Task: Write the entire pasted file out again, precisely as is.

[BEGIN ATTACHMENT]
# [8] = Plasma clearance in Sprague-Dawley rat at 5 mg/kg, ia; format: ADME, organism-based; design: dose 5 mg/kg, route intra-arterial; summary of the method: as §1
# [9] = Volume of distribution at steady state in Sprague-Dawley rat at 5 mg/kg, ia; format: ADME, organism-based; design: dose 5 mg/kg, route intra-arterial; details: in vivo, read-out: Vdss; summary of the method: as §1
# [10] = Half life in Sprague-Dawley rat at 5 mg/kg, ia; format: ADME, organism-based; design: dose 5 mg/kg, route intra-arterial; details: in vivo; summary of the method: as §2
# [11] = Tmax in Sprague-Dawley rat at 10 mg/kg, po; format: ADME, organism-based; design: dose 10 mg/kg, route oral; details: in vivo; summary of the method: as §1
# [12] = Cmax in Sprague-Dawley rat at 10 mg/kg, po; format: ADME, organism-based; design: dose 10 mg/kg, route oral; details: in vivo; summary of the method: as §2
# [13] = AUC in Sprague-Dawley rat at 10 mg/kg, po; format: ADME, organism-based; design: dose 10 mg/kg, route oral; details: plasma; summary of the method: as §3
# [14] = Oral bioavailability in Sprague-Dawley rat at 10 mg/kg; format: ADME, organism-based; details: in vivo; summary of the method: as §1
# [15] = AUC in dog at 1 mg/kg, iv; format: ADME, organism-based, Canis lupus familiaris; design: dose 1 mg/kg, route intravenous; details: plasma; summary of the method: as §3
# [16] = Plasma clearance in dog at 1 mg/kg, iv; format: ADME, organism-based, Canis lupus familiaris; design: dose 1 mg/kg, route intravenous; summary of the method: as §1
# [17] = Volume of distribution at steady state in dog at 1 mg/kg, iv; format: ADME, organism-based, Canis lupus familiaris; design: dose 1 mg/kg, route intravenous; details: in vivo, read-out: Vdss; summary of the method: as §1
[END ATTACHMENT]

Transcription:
# [8] = Plasma clearance in Sprague-Dawley rat at 5 mg/kg, ia; format: ADME, organism-based; design: dose 5 mg/kg, route intra-arterial; summary of the method: as §1
# [9] = Volume of distribution at steady state in Sprague-Dawley rat at 5 mg/kg, ia; format: ADME, organism-based; design: dose 5 mg/kg, route intra-arterial; details: in vivo, read-out: Vdss; summary of the method: as §1
# [10] = Half life in Sprague-Dawley rat at 5 mg/kg, ia; format: ADME, organism-based; design: dose 5 mg/kg, route intra-arterial; details: in vivo; summary of the method: as §2
# [11] = Tmax in Sprague-Dawley rat at 10 mg/kg, po; format: ADME, organism-based; design: dose 10 mg/kg, route oral; details: in vivo; summary of the method: as §1
# [12] = Cmax in Sprague-Dawley rat at 10 mg/kg, po; format: ADME, organism-based; design: dose 10 mg/kg, route oral; details: in vivo; summary of the method: as §2
# [13] = AUC in Sprague-Dawley rat at 10 mg/kg, po; format: ADME, organism-based; design: dose 10 mg/kg, route oral; details: plasma; summary of the method: as §3
# [14] = Oral bioavailability in Sprague-Dawley rat at 10 mg/kg; format: ADME, organism-based; details: in vivo; summary of the method: as §1
# [15] = AUC in dog at 1 mg/kg, iv; format: ADME, organism-based, Canis lupus familiaris; design: dose 1 mg/kg, route intravenous; details: plasma; summary of the method: as §3
# [16] = Plasma clearance in dog at 1 mg/kg, iv; format: ADME, organism-based, Canis lupus familiaris; design: dose 1 mg/kg, route intravenous; summary of the method: as §1
# [17] = Volume of distribution at steady state in dog at 1 mg/kg, iv; format: ADME, organism-based, Canis lupus familiaris; design: dose 1 mg/kg, route intravenous; details: in vivo, read-out: Vdss; summary of the method: as §1